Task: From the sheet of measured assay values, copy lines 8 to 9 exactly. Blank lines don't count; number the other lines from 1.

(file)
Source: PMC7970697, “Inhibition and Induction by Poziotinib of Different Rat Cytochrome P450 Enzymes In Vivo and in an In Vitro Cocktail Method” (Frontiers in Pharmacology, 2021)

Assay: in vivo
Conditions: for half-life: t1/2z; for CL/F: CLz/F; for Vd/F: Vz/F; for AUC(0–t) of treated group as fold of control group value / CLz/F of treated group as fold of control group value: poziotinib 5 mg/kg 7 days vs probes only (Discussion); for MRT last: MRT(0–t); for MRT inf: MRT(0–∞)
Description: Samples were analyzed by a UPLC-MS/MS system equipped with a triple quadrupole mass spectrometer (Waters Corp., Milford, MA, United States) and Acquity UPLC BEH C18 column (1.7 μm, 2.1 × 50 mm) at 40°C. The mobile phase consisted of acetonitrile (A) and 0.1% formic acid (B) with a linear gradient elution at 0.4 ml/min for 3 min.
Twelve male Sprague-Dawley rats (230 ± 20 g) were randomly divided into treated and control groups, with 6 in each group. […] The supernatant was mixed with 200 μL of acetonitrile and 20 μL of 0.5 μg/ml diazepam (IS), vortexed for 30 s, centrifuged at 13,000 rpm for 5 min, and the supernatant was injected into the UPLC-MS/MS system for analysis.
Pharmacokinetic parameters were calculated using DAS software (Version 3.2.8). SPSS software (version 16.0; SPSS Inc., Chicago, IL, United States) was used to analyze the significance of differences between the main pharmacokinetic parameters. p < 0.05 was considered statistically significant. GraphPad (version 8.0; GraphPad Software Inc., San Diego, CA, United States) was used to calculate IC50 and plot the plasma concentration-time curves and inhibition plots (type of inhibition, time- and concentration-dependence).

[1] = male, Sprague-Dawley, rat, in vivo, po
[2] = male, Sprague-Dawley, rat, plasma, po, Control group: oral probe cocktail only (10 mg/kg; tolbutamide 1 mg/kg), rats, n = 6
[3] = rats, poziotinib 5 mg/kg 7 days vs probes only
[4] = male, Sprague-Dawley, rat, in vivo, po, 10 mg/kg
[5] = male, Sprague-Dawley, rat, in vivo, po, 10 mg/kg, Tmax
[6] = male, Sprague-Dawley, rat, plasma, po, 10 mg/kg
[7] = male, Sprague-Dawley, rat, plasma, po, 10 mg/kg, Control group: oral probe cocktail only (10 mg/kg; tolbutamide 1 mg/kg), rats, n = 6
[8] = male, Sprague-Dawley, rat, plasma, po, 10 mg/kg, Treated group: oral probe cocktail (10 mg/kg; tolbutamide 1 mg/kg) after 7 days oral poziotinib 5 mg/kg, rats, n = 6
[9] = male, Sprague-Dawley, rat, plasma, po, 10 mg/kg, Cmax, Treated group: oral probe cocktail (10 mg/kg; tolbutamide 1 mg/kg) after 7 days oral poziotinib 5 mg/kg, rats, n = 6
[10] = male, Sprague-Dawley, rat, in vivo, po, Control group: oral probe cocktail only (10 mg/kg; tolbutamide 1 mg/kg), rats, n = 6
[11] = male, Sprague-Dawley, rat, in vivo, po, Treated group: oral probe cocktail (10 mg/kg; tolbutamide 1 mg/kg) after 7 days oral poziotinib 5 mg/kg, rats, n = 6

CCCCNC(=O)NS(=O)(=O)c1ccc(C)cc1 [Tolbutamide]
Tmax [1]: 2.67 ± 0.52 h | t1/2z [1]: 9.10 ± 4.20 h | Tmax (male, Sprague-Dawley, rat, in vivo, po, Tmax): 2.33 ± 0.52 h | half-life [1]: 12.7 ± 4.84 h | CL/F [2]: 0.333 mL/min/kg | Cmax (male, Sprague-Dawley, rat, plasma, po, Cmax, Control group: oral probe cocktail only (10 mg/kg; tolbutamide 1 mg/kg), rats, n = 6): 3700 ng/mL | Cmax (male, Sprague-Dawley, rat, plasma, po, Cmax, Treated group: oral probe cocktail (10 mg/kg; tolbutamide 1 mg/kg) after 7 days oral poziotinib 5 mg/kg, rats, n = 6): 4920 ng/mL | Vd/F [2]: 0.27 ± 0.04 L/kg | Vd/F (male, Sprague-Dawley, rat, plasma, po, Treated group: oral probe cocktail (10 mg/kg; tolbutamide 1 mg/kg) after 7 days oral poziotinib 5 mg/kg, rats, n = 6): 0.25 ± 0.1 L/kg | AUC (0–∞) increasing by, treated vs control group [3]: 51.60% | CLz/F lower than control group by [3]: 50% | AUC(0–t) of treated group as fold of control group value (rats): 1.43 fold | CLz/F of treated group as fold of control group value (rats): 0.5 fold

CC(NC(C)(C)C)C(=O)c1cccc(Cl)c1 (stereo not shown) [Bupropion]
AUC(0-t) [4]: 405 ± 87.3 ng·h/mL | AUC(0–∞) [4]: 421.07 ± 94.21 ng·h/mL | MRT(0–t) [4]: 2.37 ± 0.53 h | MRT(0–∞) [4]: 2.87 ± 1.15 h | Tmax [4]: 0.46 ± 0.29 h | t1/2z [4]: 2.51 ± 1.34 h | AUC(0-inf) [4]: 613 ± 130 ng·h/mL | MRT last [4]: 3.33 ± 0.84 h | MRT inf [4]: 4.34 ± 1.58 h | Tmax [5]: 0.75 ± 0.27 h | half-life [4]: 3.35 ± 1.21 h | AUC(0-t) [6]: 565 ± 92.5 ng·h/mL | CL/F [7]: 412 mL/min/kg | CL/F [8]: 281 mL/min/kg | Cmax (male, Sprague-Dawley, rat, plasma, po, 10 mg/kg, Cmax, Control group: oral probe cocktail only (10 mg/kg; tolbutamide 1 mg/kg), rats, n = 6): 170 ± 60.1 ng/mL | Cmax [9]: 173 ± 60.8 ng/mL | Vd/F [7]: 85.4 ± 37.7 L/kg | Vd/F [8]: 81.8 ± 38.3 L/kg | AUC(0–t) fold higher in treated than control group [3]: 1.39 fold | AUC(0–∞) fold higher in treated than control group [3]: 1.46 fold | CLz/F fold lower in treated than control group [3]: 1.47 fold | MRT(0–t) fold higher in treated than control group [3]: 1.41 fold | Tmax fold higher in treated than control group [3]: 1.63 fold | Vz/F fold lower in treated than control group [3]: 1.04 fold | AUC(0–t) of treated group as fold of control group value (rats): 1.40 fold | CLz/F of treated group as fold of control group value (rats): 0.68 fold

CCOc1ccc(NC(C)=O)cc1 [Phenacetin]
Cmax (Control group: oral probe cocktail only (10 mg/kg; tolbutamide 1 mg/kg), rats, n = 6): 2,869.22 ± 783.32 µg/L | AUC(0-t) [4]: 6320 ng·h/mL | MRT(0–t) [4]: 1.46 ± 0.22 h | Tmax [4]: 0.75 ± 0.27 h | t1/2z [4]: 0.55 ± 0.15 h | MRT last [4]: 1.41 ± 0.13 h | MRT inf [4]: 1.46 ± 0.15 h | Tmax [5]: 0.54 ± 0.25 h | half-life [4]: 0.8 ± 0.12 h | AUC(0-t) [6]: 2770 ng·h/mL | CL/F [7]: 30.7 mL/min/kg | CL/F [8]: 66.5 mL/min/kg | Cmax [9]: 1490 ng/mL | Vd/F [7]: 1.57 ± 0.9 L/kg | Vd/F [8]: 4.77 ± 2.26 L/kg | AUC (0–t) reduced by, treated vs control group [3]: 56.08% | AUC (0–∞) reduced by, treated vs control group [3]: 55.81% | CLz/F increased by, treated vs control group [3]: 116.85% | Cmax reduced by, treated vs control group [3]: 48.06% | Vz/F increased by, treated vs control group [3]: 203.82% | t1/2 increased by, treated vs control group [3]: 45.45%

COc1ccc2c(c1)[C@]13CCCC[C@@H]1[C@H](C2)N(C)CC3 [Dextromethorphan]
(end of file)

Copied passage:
[2] = male, Sprague-Dawley, rat, plasma, po, Control group: oral probe cocktail only (10 mg/kg; tolbutamide 1 mg/kg), rats, n = 6
[3] = rats, poziotinib 5 mg/kg 7 days vs probes only